There was one particularly ironic story. After I left public practice and took up a position as a financial controller in a private oil trading company, I quickly realised the structure of the business meant that there were a lot of duplicated roles and unnecessary stages which could easily be reduced. With permission from the management, I took some time to look at the implementation stages, to change the structure and actually made myself redundant! At the same time as making myself redundant, I also made another five people redundant, and saved the company almost half a million pounds. The takeaway I learnt from this experience is that there is always a way to improve the system and automation. And, yes, the ironic thing was I improved it to such a level that they made me redundant. But the funniest thing is that this company then became the first client of my accountancy practice. So, it worked out in the end!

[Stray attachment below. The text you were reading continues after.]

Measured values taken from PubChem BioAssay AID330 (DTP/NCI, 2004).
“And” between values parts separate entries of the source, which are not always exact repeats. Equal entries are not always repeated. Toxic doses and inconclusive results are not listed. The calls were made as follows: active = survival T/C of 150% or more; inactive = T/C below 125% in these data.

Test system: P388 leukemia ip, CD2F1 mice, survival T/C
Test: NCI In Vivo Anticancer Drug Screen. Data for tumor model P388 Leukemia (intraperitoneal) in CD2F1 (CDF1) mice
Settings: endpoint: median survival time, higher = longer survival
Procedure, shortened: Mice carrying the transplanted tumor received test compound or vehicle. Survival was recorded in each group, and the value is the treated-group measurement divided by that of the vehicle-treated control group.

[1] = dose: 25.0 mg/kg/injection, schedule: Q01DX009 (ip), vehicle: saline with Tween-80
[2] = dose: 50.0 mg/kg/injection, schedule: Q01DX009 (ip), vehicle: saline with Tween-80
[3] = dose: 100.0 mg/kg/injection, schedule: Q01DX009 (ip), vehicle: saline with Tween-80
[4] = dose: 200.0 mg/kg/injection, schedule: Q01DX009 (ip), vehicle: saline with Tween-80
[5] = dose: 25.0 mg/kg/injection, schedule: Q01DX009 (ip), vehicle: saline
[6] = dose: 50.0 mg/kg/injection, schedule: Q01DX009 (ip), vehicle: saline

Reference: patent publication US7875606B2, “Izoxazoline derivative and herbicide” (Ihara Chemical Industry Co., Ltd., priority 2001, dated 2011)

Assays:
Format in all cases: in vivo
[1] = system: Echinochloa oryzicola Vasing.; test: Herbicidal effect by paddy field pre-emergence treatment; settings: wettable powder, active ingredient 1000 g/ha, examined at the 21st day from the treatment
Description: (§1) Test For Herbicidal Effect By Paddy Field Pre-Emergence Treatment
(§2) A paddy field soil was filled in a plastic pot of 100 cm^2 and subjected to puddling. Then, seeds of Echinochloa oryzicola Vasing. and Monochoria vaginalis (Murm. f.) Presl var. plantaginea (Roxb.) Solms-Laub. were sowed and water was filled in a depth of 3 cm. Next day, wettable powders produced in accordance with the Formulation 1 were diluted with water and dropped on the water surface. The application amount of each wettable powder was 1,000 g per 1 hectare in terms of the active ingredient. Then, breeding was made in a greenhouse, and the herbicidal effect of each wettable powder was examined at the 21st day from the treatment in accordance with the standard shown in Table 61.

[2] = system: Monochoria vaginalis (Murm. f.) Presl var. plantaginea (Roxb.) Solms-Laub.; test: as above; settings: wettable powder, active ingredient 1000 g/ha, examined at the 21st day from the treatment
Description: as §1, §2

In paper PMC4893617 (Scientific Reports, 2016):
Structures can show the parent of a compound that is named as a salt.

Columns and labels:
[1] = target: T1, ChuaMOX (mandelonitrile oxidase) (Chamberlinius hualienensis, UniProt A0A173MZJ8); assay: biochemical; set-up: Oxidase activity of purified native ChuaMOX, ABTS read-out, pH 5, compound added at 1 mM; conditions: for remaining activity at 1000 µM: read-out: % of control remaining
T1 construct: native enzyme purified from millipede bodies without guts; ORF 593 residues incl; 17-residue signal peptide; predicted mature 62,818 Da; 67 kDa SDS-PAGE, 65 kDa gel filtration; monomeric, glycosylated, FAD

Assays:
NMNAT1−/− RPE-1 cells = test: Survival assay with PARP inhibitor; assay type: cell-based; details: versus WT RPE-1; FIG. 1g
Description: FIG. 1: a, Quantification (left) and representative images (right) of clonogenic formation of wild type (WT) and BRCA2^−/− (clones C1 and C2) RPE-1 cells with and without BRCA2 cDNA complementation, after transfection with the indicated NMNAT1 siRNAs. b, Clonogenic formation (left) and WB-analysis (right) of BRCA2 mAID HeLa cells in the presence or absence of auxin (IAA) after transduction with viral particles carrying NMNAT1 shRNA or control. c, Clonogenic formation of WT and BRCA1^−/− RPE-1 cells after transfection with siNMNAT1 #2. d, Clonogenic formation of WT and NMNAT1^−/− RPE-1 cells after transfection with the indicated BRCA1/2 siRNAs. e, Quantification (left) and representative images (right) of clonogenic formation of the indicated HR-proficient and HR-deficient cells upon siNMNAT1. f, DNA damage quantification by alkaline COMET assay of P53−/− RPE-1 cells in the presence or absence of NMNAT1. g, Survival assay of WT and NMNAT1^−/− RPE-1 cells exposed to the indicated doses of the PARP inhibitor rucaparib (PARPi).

Is there a particular book that you read, or podcast you listened to, that really helped you in your career? Can you explain?

    How to Have the Best Year Ever by Jim Rohn. That’s the book I found most inspirational. I loved it.

    It was a breath of fresh air, without actually being patronising, with its humour describing how business owners are trapped. They are trapped because they set up a business with the idea of running the operational side of it. Yet the key to business is actually doing business. I think every entrepreneur should read that book, in order to be able to distance themselves from the business. It’s so easy when you run a business to just get on with the operational side, roll up your sleeves and get on with the minutiae. Once the business is set up, business owners should take a step away and concentrate on running the business. This book helped me to see this.

    Extensive research suggests that “purpose-driven business” are more successful in many areas. When you started your company what was your vision, your purpose?